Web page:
Botulinum neurotoxins (BoNTs) are the causative agents of the deadly food poisoning disease botulism, and could pose a major biological warfare threat due to their extreme toxicity and ease of production. They also serve as powerful tools to treat an ever expanding list of medical conditions that benefit from its paralytic properties, an example drug with BoNTs as the active ingredient is Botox. They also serve as powerful tools to treat an ever expanding list of medical conditions that benefit from its paralytic properties delivered through localized injections, an example drug with BoNTs as the active ingredient is Botox. Botulinum neurotoxins (BoNTs) are protein neurotoxins that are produced by the bacteria Clostridium. BoNTs are now largely being studied due to their ability to aid in chronic inflammatory diseases such as acne, multiple sclerosis, and for cosmetic purposes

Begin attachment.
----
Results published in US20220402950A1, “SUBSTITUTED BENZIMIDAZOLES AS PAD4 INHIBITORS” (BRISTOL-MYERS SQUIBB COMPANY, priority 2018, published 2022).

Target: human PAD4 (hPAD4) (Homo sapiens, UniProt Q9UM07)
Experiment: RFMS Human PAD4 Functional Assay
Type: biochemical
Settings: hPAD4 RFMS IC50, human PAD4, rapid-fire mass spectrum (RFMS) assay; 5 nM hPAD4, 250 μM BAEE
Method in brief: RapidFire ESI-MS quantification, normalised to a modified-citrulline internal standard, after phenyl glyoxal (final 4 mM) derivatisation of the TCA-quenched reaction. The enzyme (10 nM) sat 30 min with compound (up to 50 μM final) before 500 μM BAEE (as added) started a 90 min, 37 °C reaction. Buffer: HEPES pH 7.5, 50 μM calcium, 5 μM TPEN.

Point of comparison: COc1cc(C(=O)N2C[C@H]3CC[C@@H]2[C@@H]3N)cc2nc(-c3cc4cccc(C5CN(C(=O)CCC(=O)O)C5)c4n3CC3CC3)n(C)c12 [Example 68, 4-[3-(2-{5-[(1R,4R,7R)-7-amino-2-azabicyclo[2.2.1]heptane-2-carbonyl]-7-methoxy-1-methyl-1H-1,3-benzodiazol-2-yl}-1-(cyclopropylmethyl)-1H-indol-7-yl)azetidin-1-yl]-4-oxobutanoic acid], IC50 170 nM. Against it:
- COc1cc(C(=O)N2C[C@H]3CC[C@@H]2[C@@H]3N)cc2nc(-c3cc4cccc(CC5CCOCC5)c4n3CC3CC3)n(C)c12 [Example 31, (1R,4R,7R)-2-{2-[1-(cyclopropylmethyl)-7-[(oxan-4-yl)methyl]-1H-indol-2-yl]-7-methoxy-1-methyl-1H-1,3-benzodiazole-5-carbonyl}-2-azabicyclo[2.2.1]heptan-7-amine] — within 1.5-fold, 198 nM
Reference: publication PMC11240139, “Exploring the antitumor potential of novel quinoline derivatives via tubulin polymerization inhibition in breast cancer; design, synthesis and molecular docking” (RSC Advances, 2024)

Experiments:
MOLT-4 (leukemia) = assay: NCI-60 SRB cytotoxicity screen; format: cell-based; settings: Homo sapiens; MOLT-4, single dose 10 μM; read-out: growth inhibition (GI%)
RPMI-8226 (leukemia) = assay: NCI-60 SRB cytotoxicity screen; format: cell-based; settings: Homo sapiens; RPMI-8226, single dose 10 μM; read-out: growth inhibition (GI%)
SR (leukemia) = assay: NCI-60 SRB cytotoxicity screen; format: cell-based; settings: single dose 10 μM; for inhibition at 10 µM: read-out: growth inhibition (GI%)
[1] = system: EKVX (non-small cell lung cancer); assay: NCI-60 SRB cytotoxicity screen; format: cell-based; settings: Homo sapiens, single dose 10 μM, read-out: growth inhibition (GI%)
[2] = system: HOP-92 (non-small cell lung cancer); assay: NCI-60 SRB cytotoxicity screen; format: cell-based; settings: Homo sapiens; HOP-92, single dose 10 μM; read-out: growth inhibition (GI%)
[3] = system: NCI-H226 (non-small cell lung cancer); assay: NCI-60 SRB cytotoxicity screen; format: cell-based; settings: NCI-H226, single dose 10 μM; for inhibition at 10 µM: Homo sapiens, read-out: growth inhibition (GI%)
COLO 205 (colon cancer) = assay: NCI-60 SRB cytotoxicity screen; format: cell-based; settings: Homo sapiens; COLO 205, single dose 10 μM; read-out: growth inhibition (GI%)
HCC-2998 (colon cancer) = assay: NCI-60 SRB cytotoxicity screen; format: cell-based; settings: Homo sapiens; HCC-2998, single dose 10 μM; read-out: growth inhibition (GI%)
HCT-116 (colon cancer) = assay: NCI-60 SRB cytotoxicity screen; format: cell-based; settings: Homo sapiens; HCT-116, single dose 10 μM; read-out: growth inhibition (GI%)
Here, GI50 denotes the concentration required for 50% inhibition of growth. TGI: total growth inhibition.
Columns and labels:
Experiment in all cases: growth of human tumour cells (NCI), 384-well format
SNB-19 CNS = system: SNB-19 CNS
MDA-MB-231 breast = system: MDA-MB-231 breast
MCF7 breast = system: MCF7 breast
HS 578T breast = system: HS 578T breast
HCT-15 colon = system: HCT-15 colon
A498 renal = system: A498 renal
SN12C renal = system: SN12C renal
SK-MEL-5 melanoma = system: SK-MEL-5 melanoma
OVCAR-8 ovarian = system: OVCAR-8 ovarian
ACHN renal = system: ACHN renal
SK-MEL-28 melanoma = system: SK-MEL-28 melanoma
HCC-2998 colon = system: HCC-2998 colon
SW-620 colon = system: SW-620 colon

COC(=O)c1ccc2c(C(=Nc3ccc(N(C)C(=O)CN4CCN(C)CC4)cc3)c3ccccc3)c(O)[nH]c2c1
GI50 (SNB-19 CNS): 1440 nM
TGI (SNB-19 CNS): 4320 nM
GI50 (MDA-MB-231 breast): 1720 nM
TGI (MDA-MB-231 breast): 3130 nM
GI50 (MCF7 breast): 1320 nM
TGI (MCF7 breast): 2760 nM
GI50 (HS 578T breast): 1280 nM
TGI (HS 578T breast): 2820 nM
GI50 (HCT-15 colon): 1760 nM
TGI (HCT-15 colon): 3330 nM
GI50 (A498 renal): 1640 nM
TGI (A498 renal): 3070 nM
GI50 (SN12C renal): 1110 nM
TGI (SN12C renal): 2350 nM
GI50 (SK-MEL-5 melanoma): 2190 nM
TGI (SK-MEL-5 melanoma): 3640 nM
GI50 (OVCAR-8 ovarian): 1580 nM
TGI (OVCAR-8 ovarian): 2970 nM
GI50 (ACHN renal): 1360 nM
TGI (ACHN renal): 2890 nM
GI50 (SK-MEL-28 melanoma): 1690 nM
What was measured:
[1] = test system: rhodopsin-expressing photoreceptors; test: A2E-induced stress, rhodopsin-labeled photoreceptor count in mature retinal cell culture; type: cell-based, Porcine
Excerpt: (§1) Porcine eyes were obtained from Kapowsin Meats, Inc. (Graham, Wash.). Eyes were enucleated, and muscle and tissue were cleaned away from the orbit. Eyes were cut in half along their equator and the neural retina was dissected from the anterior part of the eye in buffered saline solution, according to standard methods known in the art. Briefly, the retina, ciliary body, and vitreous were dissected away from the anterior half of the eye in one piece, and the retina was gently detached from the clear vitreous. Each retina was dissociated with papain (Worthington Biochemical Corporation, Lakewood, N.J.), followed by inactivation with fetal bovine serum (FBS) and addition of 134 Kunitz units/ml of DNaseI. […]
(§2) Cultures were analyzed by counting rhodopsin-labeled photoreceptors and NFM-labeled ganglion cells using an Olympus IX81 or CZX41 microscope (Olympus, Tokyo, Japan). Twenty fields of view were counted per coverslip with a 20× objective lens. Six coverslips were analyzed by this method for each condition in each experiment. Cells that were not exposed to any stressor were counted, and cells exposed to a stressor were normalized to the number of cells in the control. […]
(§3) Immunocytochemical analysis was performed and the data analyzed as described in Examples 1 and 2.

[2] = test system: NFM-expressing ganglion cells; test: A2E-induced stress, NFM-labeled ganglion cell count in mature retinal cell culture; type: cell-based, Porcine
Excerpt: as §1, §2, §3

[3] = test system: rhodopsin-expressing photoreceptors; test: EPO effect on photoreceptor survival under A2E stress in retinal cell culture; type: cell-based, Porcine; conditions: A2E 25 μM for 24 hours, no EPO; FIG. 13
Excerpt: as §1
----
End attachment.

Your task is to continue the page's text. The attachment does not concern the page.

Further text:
Clostridium tetani produces tetanus toxin (TeNT protein), which leads to a fatal condition known as tetanus in many vertebrates (including humans) and invertebrates. While tetanus toxin is produced from Clostridium tetani, a spore forming bacteria found in soil, Tetanus is a paralytic disease that is global and commonly affects newborns as well as non-immunized individuals. Tetanus enters the body of organisms through wounds or skin breaks and can be found in manure, soil, and dust. Tetanus mechanism includes tetanus preventing the transmission of glycine and γ-aminobutyric acid from inhibitory interneurons in the spinal cord, leading to spastic paralysis. Glycine is an important amino acid that is essential for adequate nervous system function aiding in cell communication throughout the body. When tetanus toxin enters the body it is taken up by cholinergic nerve endings traveling axonally into the brain and spinal cord, disrupting motor function in individuals. Although tetanus is a damaging toxin that has a multitude of symptoms it can be prevented through vaccination.